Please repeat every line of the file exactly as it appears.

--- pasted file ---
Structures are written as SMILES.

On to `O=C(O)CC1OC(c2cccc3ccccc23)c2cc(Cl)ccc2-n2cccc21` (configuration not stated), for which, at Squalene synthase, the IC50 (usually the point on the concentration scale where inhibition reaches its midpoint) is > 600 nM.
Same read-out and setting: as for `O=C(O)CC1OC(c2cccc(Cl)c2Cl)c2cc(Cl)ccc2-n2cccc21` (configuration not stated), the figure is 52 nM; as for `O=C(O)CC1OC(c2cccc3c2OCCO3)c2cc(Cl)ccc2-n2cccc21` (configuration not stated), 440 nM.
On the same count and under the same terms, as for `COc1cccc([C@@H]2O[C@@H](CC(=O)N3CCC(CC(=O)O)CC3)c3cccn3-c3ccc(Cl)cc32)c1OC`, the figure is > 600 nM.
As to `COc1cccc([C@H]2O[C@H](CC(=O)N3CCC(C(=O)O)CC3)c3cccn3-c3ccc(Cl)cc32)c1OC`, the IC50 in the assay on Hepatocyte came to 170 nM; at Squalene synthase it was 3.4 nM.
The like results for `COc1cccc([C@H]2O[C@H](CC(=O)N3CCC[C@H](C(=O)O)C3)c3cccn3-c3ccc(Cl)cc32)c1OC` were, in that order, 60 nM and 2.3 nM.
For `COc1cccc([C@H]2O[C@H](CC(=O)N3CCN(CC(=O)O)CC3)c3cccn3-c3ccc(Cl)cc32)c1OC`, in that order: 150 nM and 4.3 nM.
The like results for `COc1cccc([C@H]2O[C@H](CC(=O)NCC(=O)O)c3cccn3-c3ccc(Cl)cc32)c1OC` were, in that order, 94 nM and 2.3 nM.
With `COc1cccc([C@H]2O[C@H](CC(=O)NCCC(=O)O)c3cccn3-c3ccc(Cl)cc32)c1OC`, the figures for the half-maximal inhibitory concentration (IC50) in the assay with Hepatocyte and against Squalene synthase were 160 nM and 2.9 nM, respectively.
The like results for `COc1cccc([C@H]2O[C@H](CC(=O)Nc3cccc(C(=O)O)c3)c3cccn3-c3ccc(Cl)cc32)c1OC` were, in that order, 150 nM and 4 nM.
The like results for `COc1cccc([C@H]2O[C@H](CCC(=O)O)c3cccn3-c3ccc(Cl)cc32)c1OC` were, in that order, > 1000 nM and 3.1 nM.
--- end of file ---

Structures are written as SMILES.

On to `O=C(O)CC1OC(c2cccc3ccccc23)c2cc(Cl)ccc2-n2cccc21` (configuration not stated), for which, at Squalene synthase, the IC50 (usually the point on the concentration scale where inhibition reaches its midpoint) is > 600 nM.
Same read-out and setting: as for `O=C(O)CC1OC(c2cccc(Cl)c2Cl)c2cc(Cl)ccc2-n2cccc21` (configuration not stated), the figure is 52 nM; as for `O=C(O)CC1OC(c2cccc3c2OCCO3)c2cc(Cl)ccc2-n2cccc21` (configuration not stated), 440 nM.
On the same count and under the same terms, as for `COc1cccc([C@@H]2O[C@@H](CC(=O)N3CCC(CC(=O)O)CC3)c3cccn3-c3ccc(Cl)cc32)c1OC`, the figure is > 600 nM.
As to `COc1cccc([C@H]2O[C@H](CC(=O)N3CCC(C(=O)O)CC3)c3cccn3-c3ccc(Cl)cc32)c1OC`, the IC50 in the assay on Hepatocyte came to 170 nM; at Squalene synthase it was 3.4 nM.
The like results for `COc1cccc([C@H]2O[C@H](CC(=O)N3CCC[C@H](C(=O)O)C3)c3cccn3-c3ccc(Cl)cc32)c1OC` were, in that order, 60 nM and 2.3 nM.
For `COc1cccc([C@H]2O[C@H](CC(=O)N3CCN(CC(=O)O)CC3)c3cccn3-c3ccc(Cl)cc32)c1OC`, in that order: 150 nM and 4.3 nM.
The like results for `COc1cccc([C@H]2O[C@H](CC(=O)NCC(=O)O)c3cccn3-c3ccc(Cl)cc32)c1OC` were, in that order, 94 nM and 2.3 nM.
With `COc1cccc([C@H]2O[C@H](CC(=O)NCCC(=O)O)c3cccn3-c3ccc(Cl)cc32)c1OC`, the figures for the half-maximal inhibitory concentration (IC50) in the assay with Hepatocyte and against Squalene synthase were 160 nM and 2.9 nM, respectively.
The like results for `COc1cccc([C@H]2O[C@H](CC(=O)Nc3cccc(C(=O)O)c3)c3cccn3-c3ccc(Cl)cc32)c1OC` were, in that order, 150 nM and 4 nM.
The like results for `COc1cccc([C@H]2O[C@H](CCC(=O)O)c3cccn3-c3ccc(Cl)cc32)c1OC` were, in that order, > 1000 nM and 3.1 nM.